For his dissertation, Mr. Arnold is examining how soil and climate in different parts of the state affect the flavor characteristics in corn, and whether those qualities come through in a distilled and aged spirit — a project that, he believes, will help him make whiskeys that can be identified with specific parts of Texas. “What I’m hoping to do is tap into flavors that have been forgotten,” he said.

A similar effort is underway at High Wire, where Mr. Blackwell and his wife, Ann Marshall, produce estate-specific rums and whiskeys, drawing on crops grown along the South Carolina coast, and inland along the Pee Dee River.

Working with farmers across the state, they make their bourbon using a variety of corn called Jimmy Red, which they selected with the help of Glenn Roberts of Anson Mills, a South Carolina company that sells heirloom grains.

As with Wigle’s rye whiskey, there seem to be subtle differences among High Wire’s bourbons — the corn grown along the coast produces a funky, vegetal tone in the whiskey, while the corn from further inland produces cleaner, sweeter notes.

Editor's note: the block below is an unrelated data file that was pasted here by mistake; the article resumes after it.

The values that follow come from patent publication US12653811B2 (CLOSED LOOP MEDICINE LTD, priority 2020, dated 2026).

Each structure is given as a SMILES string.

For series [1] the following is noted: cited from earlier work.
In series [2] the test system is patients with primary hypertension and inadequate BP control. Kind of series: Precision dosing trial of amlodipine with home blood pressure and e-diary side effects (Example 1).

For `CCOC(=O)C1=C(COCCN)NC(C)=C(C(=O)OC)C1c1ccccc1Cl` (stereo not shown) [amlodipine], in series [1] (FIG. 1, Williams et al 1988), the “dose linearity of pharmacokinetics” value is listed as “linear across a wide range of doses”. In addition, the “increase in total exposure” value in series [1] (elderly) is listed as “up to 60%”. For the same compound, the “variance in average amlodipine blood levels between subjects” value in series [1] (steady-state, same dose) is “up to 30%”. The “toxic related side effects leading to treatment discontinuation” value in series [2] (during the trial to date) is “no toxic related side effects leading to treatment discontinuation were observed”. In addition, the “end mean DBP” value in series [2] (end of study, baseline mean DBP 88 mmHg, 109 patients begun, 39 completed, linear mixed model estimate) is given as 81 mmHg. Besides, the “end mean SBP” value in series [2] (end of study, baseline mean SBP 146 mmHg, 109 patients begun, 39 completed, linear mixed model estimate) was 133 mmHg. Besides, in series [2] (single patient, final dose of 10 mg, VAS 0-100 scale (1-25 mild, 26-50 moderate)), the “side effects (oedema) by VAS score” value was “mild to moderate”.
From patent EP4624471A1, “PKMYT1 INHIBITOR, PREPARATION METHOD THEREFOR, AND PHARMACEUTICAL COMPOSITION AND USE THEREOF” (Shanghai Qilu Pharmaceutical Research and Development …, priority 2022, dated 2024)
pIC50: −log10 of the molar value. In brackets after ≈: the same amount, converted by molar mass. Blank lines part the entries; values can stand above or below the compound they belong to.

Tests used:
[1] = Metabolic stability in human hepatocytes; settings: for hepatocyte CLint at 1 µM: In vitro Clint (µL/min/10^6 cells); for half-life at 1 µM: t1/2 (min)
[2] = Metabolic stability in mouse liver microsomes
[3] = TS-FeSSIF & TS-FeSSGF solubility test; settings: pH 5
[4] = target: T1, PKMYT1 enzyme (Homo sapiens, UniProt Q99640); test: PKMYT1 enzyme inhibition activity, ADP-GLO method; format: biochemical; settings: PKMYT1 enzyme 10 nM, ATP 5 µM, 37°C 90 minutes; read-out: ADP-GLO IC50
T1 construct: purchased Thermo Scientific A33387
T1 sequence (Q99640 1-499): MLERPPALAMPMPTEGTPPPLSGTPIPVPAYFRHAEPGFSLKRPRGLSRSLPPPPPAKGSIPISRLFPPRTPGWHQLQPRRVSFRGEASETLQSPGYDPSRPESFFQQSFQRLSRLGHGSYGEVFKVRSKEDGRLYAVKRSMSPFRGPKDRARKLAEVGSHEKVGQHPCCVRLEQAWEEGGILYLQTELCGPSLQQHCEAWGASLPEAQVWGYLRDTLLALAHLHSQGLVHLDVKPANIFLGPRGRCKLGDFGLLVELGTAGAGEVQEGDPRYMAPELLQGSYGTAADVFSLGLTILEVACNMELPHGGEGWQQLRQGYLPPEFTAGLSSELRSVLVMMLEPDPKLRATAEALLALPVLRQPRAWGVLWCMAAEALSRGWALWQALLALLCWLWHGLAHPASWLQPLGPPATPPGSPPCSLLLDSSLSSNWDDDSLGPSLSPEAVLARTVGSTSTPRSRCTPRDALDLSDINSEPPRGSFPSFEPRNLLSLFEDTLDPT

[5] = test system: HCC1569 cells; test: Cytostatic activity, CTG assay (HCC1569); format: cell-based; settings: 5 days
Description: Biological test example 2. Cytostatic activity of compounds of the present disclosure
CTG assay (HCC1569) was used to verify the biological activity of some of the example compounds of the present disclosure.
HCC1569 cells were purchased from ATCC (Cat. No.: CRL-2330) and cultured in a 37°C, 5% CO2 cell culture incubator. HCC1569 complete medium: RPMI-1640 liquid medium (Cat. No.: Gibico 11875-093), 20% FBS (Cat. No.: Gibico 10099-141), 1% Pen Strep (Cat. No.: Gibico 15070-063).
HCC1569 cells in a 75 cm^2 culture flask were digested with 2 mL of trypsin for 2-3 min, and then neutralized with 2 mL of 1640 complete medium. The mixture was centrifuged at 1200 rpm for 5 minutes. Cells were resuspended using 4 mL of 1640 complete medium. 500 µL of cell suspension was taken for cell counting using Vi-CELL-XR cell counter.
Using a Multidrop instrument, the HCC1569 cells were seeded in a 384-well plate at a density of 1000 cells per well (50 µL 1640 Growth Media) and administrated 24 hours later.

Some of this, of course, may be a matter of autosuggestion. That’s one reason, like many distillers in the movement, High Wire works with a plant geneticist — in this case, Stephen Kresovich of Clemson University, which operates a 300-acre agricultural center outside Charleston.

“Our relationship with Dr. Kresovich and the research team at Clemson has been invaluable,” Mr. Blackwell said. “Their expertise and advanced lab techniques confirm and quantify aspects of terroir that we can only surmise from sensory experience.”

Distillers aren’t just looking at terroir for curiosity’s sake; they’re seeking an edge to help them compete with cheaper established brands, and set themselves apart from the hundreds of other craft spirits released each year. “We have to differentiate ourselves because the costs are higher, so our focus on local, on the taste of a place drives that,” said Alex Grelli, an owner of Wigle Whiskey.

The same concern motivates Allison Parc, the owner of Brenne, a French single malt whiskey aged partly in used Cognac casks. It tastes unlike anything one might find in Scotland, in part because its distillers use barley varieties from the Cognac region of France and produce it using Charentais stills, which are common in France but rare in Scotland.

“If all we’re trying to do is copy Scottish single malts, then we’re going to bore the consumer and flood the retail shelf with similar products,” Ms. Parc said.